Jesse Benson and the 'Dragnet' aesthetic: Just the facts
By Christopher Knight
Combating public corruption comes about midway down the list of official priorities for the FBI. Seven recent small oil paintings on panel by Jesse Benson take the agency at its word, albeit in an unexpected way.
In his solo debut at Michael Benevento Gallery
, Benson zeroes in on nondescript tabletops and bland corners of storage rooms for confiscated works of art. Paintings, prints and sculptures are casually stacked or arrayed, often interspersed with FBI promotional materials and portrait photographs of agency officials. Benson’s realist paint-handling is heightened by the small scale, which demands close perusal.
It’s anybody’s guess whether the stored art is authentic or fake (one cheaply framed print carries the florid signature of Salvador Dali, among the most forged artists around). Ditto the officials’ photographs.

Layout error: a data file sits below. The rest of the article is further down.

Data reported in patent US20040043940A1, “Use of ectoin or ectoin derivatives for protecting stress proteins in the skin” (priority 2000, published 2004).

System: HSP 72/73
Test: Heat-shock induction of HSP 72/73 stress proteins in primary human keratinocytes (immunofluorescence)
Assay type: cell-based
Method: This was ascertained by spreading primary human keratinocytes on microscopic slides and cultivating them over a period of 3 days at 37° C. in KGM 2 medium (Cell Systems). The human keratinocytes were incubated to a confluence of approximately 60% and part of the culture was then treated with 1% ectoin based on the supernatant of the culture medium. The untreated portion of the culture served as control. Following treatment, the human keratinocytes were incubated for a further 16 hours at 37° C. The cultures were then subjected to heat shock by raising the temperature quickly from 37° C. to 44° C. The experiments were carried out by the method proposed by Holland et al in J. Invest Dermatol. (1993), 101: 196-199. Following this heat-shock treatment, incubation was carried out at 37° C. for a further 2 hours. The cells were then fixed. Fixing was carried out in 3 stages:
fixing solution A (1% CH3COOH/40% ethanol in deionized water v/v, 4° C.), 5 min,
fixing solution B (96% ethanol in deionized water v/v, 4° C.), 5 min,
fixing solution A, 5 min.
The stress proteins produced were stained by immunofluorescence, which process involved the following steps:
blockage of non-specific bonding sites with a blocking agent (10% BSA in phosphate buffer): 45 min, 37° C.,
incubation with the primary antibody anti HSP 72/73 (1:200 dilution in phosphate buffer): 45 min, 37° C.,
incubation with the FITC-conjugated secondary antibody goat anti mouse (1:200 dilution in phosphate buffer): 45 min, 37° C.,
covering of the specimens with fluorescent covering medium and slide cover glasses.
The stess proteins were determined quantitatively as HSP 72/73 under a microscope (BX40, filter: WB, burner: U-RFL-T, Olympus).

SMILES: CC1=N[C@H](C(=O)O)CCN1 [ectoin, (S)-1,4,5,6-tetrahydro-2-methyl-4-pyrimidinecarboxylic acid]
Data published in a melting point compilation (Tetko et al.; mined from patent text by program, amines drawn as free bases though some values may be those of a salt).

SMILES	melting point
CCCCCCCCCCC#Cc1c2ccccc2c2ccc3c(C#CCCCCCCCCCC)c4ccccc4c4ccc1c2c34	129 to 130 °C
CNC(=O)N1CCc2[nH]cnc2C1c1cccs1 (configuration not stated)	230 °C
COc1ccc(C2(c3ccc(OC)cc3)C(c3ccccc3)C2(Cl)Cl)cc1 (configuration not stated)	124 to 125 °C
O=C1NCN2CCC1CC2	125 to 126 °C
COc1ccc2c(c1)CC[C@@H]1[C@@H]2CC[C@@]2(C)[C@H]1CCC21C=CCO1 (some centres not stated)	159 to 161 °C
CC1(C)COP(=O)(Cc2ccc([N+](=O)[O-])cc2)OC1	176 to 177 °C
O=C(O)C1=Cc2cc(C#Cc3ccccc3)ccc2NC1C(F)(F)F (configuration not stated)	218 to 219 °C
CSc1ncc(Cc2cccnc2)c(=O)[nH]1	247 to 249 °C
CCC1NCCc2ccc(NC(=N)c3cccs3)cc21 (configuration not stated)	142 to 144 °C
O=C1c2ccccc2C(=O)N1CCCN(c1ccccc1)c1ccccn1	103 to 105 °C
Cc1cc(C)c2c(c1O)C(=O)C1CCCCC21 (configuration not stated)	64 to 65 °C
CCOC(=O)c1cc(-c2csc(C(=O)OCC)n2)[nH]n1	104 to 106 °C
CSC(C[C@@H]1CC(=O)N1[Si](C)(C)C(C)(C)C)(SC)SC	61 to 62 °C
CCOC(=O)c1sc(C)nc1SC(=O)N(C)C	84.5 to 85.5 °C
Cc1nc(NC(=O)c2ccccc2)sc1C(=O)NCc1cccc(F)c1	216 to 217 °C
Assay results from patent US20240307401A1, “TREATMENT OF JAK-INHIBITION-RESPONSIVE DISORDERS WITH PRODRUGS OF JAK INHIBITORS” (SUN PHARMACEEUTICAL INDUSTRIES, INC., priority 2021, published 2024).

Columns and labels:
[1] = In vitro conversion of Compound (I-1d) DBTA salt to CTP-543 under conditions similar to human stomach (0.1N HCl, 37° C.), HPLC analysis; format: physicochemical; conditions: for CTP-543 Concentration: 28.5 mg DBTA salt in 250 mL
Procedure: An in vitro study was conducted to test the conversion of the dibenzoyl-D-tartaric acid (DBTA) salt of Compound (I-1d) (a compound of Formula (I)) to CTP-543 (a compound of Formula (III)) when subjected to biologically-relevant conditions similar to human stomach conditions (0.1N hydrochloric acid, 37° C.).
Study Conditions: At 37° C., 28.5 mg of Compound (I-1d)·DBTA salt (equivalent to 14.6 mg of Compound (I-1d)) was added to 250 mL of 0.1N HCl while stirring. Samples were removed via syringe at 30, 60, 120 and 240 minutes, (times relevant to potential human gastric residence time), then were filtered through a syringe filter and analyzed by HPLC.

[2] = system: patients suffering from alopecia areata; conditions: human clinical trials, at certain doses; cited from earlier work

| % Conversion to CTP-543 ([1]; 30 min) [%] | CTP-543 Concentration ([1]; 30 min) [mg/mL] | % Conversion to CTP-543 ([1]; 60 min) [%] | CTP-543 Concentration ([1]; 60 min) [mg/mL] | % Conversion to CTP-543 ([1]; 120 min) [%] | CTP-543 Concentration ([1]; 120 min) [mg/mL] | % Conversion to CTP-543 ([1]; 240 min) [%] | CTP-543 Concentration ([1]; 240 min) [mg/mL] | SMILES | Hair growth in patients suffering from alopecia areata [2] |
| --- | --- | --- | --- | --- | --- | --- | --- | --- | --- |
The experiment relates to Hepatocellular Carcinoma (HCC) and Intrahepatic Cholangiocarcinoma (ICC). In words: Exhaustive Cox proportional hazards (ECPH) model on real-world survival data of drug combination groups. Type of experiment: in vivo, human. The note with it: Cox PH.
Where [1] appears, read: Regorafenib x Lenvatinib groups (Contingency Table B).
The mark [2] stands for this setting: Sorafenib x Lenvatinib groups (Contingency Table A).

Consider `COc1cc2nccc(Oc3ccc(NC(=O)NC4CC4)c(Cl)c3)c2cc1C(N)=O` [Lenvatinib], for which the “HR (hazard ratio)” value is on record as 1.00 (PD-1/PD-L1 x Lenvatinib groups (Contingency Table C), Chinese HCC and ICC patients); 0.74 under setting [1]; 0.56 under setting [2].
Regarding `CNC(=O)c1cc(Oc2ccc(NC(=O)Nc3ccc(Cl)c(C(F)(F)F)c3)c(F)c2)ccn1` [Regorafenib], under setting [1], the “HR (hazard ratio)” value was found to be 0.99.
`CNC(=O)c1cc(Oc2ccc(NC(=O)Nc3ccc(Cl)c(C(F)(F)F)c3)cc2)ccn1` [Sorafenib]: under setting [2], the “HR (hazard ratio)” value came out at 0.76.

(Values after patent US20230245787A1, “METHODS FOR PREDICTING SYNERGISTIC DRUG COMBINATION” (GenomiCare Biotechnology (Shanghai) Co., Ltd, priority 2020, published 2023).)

Sorting between integrity and dishonesty is a standard FBI job, as it likewise becomes for a viewer of Benson’s art, as much as for Dali’s. When one painting shows a high security paper-shredder looming over a stack of framed pictures, Benson’s acute “realism” is what he self-consciously shreds.
Taking on the modern conviction that art should critically interrogate its conditions, these sly pictures reflect the dictum back on itself. The artist is cast as Sgt. Joe Friday, assembling just the facts. That Benson makes his FBI paintings roughly the size of a sheet of legal paper adds another layer of well-honed wit.